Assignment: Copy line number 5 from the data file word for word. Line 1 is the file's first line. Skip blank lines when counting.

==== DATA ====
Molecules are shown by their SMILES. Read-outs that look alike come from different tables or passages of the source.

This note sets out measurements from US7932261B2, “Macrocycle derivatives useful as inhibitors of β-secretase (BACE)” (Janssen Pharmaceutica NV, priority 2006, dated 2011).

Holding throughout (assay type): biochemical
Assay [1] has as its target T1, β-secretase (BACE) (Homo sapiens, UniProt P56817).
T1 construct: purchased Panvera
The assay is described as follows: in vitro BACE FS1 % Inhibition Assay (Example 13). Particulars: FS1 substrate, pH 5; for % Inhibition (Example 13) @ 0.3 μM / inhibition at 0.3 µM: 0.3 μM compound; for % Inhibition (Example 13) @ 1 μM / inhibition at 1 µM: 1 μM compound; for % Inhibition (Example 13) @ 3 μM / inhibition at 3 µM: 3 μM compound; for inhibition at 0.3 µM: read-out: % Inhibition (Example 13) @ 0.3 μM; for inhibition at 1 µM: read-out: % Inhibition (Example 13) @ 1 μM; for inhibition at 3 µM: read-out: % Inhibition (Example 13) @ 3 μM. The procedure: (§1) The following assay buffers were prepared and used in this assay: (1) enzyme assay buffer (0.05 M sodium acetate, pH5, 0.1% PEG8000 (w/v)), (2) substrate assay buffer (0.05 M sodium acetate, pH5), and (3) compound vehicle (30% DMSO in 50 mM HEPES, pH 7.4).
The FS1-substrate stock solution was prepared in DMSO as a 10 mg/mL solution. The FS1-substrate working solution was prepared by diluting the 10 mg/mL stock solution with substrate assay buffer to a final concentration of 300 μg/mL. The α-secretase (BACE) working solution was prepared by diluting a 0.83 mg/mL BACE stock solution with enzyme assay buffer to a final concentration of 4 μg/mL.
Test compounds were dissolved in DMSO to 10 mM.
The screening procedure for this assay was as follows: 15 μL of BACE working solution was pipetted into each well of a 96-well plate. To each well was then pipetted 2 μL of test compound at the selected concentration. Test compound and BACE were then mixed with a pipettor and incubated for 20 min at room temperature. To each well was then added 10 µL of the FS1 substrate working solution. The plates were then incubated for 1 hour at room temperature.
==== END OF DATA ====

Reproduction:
T1 construct: purchased Panvera